Awareness and Change
Unresolved past issues and excessive stressors can cause a myriad of emotional, behavioral and physical ailments. Having awareness of your thoughts, beliefs, feelings, and behaviors will facilitate greater understanding of why you do the things you do, and will in turn help you make the changes needed to live a happier life.
Reconnect with Your True Self
While it is important to examine thoughts, beliefs, feelings, and behaviors, it’s also helpful to take a comprehensive look at other aspects of what makes you who you are. For example, exploring your spiritual beliefs and world view is important because living incongruent to your beliefs can cause division within the psyche. We will also examine how you hold emotions in your body, e.g., jaw clenching, tense shoulders, shallow breathing. (Are you aware of your breathing? Many people aren’t!) We will also explore what depletes your emotional and physical energy as well as what vitalizes your body, your mind, and your spirit. Although you are probably quite familiar with these things about yourself, discussing them in-depth enhances mindfulness and paves the way to your greater well-being.
No person or situation is exactly alike, therefore a one-size therapy technique does not fit all. Because of this, I am eclectic in my practice and use evidence-based, strengths-centered approaches as well as energy psychology to help you achieve lasting wellness.
Eye Movement Desensitization Reprocessing (EMDR)
Structured treatment approach using bi-lateral eye movement that simulates REM sleep. It is used to decrease or eliminate negative effects of traumatic memories, and to cognitively restructure thoughts. Probably the most scientifically researched approach.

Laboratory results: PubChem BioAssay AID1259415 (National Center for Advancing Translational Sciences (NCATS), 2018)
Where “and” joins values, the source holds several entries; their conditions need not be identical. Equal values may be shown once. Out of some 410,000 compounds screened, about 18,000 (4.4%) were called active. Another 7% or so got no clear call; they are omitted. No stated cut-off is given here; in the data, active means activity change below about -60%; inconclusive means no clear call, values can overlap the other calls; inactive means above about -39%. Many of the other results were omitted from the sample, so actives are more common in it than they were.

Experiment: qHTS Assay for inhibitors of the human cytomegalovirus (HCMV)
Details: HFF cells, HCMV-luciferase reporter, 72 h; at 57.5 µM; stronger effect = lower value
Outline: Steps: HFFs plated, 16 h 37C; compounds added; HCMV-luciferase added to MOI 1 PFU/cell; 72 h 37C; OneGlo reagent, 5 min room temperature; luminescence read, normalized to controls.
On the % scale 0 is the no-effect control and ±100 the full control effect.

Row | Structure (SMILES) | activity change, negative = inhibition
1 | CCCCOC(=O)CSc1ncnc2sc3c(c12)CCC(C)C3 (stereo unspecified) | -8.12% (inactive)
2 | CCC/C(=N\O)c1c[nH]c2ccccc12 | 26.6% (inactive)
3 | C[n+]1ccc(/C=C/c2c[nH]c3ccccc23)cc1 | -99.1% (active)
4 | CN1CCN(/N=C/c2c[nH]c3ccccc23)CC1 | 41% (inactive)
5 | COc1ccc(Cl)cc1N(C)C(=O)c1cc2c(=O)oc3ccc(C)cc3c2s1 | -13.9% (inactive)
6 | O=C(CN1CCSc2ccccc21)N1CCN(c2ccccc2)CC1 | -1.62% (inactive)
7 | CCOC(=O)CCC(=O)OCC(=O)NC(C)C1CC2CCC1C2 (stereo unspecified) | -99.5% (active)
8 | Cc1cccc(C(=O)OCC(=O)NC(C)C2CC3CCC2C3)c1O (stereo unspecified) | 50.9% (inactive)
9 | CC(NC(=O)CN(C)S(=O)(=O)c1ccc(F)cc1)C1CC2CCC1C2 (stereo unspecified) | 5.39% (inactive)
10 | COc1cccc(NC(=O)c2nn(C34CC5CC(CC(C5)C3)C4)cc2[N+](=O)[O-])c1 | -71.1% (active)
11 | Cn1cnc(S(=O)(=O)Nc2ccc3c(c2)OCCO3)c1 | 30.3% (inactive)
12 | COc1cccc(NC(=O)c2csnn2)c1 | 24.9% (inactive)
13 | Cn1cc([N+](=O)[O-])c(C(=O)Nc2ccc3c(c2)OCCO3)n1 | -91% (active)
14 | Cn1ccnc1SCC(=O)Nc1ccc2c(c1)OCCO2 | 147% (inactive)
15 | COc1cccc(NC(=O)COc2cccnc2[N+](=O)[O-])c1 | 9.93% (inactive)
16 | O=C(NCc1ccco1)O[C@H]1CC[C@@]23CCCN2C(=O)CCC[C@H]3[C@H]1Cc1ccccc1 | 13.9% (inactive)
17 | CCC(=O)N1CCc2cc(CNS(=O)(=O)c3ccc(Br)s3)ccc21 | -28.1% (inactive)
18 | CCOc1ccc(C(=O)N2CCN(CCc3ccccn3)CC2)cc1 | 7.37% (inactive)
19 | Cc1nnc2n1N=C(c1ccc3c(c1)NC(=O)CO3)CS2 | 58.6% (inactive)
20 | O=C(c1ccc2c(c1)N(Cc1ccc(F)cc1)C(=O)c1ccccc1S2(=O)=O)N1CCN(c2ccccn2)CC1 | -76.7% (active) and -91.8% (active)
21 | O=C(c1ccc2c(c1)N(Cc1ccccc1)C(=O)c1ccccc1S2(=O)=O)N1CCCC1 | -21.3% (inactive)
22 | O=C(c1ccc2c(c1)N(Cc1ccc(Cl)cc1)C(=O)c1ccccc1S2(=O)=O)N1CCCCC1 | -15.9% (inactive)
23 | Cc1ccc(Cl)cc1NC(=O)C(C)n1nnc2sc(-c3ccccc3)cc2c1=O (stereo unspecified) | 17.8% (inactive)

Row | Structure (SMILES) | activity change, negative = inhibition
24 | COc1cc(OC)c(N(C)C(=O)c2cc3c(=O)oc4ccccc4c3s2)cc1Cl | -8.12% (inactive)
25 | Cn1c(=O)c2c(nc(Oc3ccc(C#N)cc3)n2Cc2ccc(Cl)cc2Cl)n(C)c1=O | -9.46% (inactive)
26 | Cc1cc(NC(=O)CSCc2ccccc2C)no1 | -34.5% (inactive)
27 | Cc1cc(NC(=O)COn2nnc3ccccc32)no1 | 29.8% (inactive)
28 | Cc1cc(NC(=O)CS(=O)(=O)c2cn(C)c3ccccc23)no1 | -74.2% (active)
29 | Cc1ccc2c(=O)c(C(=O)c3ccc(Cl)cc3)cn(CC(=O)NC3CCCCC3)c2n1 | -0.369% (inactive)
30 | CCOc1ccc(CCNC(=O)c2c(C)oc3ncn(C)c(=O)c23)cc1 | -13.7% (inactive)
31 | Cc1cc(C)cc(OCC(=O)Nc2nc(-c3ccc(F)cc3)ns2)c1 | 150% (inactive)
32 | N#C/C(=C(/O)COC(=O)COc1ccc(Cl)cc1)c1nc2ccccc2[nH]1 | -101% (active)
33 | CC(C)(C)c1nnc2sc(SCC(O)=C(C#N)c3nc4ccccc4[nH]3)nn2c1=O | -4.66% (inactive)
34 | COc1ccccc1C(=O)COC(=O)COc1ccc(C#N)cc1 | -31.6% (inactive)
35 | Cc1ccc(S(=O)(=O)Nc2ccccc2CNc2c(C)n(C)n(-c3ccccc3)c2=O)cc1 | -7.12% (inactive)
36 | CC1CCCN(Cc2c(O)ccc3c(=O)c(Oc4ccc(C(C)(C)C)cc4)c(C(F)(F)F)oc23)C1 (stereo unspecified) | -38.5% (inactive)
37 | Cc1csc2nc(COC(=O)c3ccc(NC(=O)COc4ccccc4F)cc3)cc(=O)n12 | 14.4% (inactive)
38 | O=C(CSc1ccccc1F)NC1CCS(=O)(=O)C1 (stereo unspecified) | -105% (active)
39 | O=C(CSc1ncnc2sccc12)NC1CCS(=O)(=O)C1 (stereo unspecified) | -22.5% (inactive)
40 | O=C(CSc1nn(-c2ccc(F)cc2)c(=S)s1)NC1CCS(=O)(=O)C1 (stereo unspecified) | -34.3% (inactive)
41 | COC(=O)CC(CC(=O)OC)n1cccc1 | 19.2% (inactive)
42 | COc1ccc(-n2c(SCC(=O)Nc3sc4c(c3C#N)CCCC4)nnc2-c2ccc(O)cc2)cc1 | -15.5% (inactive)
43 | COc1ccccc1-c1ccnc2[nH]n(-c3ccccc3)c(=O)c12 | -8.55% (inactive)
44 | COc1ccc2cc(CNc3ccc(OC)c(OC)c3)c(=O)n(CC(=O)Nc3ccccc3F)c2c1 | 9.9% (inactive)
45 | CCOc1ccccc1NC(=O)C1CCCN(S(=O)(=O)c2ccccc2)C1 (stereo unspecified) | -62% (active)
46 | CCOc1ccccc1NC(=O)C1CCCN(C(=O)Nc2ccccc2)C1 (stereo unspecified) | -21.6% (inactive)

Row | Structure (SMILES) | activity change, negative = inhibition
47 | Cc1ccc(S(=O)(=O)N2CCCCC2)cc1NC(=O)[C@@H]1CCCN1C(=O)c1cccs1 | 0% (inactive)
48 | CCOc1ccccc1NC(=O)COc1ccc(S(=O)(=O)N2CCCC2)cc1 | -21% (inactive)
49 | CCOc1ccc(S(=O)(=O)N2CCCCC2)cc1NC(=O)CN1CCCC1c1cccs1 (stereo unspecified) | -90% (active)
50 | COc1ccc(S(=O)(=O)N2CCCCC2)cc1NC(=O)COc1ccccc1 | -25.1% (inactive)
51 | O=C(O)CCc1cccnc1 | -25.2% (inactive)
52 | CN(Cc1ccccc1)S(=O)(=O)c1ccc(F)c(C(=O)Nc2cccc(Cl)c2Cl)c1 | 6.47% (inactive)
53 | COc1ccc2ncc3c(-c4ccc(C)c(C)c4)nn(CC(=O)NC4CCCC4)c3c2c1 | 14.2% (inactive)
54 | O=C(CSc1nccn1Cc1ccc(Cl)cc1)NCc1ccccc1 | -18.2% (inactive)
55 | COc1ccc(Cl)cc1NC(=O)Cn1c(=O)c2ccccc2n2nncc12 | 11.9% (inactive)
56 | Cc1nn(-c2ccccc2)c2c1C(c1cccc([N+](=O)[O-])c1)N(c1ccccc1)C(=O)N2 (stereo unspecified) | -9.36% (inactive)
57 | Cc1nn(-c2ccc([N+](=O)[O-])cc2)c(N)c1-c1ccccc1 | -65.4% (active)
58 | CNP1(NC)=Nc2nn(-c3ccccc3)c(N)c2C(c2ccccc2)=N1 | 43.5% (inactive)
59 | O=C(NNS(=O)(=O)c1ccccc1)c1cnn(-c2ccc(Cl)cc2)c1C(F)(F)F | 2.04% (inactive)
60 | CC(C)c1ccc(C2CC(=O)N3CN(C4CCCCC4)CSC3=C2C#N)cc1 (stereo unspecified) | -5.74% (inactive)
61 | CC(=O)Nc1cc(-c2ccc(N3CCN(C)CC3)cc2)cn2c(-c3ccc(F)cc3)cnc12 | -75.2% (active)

Emotional Freedom Technique (EFT; Tapping)
Helps reset your energy flow and reduce physical pain and emotional distress. Sometimes referred to simply as “tapping” or “psychological acupressure,” this brief intervention combines elements of exposure therapy, cognitive behavioral therapy, and somatic stimulation of acupressure points on the face and body.
When done with intention, it can help regulate the Autonomic Nervous System, thus reducing anxiety and depression. This is especially helpful when combined with Cognitive Behavioral Therapy (see below).
At times, nature calls during a counseling session! Guided activity outside allows you to connect with your surroundings and reduce stress. Research has shown that microbes in soil may stimulate serotonin production, leaving one feeling relaxed and content. Pretty cool, right?
Using activities to learn new coping skills, increase confidence, and connect better with others.
Using art—painting, drawing, scrapbooking, etc.—to express oneself when words are hard to find.
Cognitive Behavioral Therapy
Traditional talk therapy to learn how to restructure thoughts, feelings, and behaviors. This is the most common psychotherapy approach.
Educational information and talking points to broaden your perspective on your circumstances, and to understand how to navigate through them in a healthy manner.
Verbal Role Play
Practice out-loud, positive communication strategy, boundary setting, and conflict resolution skills while in session.
Assigned to help you learn, grow, and heal in between your regularly scheduled sessions.